The standoff over Ukraine poses a threat to a global economy that’s already “too weak for comfort,” International Monetary Fund Managing Director Christine Lagarde said today. The Washington-based IMF is preparing to lead a $27 billion global bailout for cash-strapped Ukraine.
Shrugging off U.S. and European sanctions, Putin has justified the annexation of Crimea, a region with a majority of Russian speakers with historic ties to Moscow, away from Ukraine as righting a historical wrong that split the province from Russia when the Soviet Union collapsed.
NATO has decided to halt “all practical cooperation” with Russia, Rasmussen said yesterday. Russia condemned the NATO decision, saying this would hurt joint efforts to fight terrorism, piracy and other global problems.
“It’s not hard to guess who will benefit from halting the joint work of Russia and NATO in countering modern threats,” the Foreign Ministry said on its website. “In any case, it certainly won’t be Russia and the members of NATO.”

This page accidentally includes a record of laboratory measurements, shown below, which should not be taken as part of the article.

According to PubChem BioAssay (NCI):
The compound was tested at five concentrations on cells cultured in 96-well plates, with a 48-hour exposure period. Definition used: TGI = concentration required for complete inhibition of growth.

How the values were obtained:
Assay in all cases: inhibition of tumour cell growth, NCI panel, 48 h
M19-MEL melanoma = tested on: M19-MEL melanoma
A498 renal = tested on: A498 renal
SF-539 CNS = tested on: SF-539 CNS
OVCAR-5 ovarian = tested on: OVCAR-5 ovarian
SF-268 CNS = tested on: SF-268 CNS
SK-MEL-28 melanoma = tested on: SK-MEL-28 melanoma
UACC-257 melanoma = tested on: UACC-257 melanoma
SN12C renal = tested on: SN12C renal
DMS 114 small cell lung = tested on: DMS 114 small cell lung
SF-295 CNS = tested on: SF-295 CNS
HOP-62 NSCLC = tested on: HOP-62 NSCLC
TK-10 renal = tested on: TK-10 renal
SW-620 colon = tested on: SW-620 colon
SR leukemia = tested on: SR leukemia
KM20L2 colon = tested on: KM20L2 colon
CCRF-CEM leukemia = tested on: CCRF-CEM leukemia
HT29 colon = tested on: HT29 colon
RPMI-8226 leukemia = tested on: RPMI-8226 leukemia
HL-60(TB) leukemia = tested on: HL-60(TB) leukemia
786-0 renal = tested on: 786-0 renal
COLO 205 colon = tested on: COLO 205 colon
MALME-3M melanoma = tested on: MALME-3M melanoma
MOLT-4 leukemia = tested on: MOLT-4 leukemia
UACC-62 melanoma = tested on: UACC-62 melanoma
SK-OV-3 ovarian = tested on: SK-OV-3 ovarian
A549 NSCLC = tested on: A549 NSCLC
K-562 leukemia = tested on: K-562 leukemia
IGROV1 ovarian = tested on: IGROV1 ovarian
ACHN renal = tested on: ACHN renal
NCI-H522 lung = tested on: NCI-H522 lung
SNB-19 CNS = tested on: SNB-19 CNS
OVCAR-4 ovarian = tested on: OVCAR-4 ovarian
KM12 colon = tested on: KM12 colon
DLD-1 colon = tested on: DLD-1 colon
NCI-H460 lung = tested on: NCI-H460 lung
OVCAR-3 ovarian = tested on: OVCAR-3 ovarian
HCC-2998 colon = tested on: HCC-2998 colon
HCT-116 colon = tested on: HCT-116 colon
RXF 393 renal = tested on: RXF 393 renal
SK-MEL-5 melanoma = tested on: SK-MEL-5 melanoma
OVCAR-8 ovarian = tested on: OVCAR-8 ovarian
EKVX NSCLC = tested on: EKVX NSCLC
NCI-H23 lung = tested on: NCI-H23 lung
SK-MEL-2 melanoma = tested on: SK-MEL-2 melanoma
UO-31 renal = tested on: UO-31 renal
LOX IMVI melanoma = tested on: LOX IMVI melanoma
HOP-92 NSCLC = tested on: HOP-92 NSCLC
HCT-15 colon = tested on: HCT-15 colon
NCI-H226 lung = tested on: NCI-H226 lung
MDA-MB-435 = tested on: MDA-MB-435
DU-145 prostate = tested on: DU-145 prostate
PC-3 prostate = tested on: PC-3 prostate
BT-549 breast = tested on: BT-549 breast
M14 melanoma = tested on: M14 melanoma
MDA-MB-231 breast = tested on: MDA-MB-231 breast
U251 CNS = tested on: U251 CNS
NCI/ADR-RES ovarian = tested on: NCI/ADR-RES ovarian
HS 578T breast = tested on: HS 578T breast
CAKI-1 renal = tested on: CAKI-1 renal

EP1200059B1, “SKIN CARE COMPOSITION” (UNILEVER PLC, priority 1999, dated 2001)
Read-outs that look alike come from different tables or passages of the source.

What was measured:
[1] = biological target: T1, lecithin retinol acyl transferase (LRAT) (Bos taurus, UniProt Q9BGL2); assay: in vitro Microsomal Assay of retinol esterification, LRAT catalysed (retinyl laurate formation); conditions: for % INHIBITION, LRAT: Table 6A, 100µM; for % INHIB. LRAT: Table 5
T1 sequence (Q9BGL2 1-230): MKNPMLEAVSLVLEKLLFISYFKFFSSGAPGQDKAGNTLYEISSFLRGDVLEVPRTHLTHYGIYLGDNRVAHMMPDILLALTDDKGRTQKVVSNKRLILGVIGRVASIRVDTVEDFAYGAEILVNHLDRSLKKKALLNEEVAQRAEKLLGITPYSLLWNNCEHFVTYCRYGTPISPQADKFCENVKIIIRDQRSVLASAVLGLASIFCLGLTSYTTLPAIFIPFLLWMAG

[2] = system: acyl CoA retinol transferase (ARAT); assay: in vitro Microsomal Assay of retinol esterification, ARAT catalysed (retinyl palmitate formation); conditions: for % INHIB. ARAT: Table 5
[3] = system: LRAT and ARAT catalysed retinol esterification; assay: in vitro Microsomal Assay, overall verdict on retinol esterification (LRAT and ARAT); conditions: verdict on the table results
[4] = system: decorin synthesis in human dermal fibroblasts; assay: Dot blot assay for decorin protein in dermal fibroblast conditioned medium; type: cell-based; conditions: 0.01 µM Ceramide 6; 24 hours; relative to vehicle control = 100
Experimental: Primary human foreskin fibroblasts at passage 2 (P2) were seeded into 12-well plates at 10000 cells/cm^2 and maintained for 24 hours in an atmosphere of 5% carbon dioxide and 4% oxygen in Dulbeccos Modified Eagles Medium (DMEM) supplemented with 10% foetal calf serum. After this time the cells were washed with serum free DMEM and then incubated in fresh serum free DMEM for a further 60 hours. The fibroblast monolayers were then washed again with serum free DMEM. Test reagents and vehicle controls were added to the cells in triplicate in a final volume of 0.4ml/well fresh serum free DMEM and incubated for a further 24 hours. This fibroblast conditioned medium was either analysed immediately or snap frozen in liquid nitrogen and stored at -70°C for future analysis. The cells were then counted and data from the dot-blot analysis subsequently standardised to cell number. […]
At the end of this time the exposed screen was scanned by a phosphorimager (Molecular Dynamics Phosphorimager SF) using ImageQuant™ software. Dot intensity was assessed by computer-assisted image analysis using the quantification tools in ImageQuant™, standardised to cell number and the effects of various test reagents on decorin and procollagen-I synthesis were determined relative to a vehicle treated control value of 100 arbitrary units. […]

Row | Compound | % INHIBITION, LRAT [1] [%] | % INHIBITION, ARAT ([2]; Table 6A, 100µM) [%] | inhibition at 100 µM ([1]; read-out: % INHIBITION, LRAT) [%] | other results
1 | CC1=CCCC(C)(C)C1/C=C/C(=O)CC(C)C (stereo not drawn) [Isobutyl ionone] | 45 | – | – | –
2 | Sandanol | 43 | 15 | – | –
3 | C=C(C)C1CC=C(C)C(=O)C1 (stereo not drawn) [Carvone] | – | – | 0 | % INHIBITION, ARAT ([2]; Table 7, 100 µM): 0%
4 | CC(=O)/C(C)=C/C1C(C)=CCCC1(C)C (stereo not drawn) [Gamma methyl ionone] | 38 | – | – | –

Options being considered by Breedlove also include putting an additional U.S. warship in the Black Sea, beefing up previously scheduled NATO exercises and improving the readiness of the alliance’s 13,000-member rapid-response force, according to an American defense official who spoke on condition of anonymity to discuss military planning.
“We directed our military commanders to develop additional measures to enhance our collective defense and deterrence against any threat of aggression,” Rasmussen said.
Russia is pressuring Ukraine to change its constitution to cede more autonomy to its regions and enshrine Russian as a second official language. After a deadly clash between Ukrainian police and far right activists as well as confrontations between pro-Russian and pro-Kiev protesters last month, the parliament in Kiev voted yesterday for a resolution backing the immediate disarmament of illegal military groups.
“The two sides are talking totally different languages,” Timothy Ash, a London-based economist for emerging markets at Standard Bank Group Ltd., said in e-mailed comments today. “While the battle for Crimea may have been lost, the stealth war for Ukraine is only just beginning.”